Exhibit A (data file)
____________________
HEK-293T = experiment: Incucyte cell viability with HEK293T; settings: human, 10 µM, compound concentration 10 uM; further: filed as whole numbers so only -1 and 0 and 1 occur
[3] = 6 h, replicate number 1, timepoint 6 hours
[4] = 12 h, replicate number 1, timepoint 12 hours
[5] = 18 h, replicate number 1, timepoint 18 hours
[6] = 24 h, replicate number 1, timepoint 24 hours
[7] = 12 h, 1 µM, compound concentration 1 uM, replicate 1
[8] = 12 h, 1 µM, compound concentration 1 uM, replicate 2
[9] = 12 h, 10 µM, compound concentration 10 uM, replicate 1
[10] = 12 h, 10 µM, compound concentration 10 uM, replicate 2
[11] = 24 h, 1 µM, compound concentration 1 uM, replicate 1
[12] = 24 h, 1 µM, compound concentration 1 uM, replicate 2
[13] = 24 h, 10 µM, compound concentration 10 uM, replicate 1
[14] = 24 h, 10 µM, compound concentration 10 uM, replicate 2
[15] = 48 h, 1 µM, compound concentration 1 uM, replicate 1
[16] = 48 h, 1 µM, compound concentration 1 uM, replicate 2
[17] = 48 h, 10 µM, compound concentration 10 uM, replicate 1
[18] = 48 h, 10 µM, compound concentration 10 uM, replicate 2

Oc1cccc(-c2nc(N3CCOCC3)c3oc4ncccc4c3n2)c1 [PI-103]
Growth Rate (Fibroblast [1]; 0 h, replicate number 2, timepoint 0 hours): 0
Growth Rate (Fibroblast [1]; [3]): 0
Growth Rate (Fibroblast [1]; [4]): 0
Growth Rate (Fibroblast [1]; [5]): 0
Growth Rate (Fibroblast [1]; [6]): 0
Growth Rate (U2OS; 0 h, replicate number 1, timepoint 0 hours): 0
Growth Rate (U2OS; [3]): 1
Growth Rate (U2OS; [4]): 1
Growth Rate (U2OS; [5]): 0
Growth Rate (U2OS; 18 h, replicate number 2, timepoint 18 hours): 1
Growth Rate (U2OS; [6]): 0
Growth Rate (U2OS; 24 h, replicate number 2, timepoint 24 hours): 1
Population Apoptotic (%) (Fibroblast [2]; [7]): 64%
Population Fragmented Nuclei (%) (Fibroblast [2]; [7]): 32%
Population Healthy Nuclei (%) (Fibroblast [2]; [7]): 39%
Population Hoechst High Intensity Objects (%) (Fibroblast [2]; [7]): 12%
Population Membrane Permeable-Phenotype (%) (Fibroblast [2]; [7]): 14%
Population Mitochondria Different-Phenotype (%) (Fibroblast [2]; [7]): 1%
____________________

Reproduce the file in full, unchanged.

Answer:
HEK-293T = experiment: Incucyte cell viability with HEK293T; settings: human, 10 µM, compound concentration 10 uM; further: filed as whole numbers so only -1 and 0 and 1 occur
[3] = 6 h, replicate number 1, timepoint 6 hours
[4] = 12 h, replicate number 1, timepoint 12 hours
[5] = 18 h, replicate number 1, timepoint 18 hours
[6] = 24 h, replicate number 1, timepoint 24 hours
[7] = 12 h, 1 µM, compound concentration 1 uM, replicate 1
[8] = 12 h, 1 µM, compound concentration 1 uM, replicate 2
[9] = 12 h, 10 µM, compound concentration 10 uM, replicate 1
[10] = 12 h, 10 µM, compound concentration 10 uM, replicate 2
[11] = 24 h, 1 µM, compound concentration 1 uM, replicate 1
[12] = 24 h, 1 µM, compound concentration 1 uM, replicate 2
[13] = 24 h, 10 µM, compound concentration 10 uM, replicate 1
[14] = 24 h, 10 µM, compound concentration 10 uM, replicate 2
[15] = 48 h, 1 µM, compound concentration 1 uM, replicate 1
[16] = 48 h, 1 µM, compound concentration 1 uM, replicate 2
[17] = 48 h, 10 µM, compound concentration 10 uM, replicate 1
[18] = 48 h, 10 µM, compound concentration 10 uM, replicate 2

Oc1cccc(-c2nc(N3CCOCC3)c3oc4ncccc4c3n2)c1 [PI-103]
Growth Rate (Fibroblast [1]; 0 h, replicate number 2, timepoint 0 hours): 0
Growth Rate (Fibroblast [1]; [3]): 0
Growth Rate (Fibroblast [1]; [4]): 0
Growth Rate (Fibroblast [1]; [5]): 0
Growth Rate (Fibroblast [1]; [6]): 0
Growth Rate (U2OS; 0 h, replicate number 1, timepoint 0 hours): 0
Growth Rate (U2OS; [3]): 1
Growth Rate (U2OS; [4]): 1
Growth Rate (U2OS; [5]): 0
Growth Rate (U2OS; 18 h, replicate number 2, timepoint 18 hours): 1
Growth Rate (U2OS; [6]): 0
Growth Rate (U2OS; 24 h, replicate number 2, timepoint 24 hours): 1
Population Apoptotic (%) (Fibroblast [2]; [7]): 64%
Population Fragmented Nuclei (%) (Fibroblast [2]; [7]): 32%
Population Healthy Nuclei (%) (Fibroblast [2]; [7]): 39%
Population Hoechst High Intensity Objects (%) (Fibroblast [2]; [7]): 12%
Population Membrane Permeable-Phenotype (%) (Fibroblast [2]; [7]): 14%
Population Mitochondria Different-Phenotype (%) (Fibroblast [2]; [7]): 1%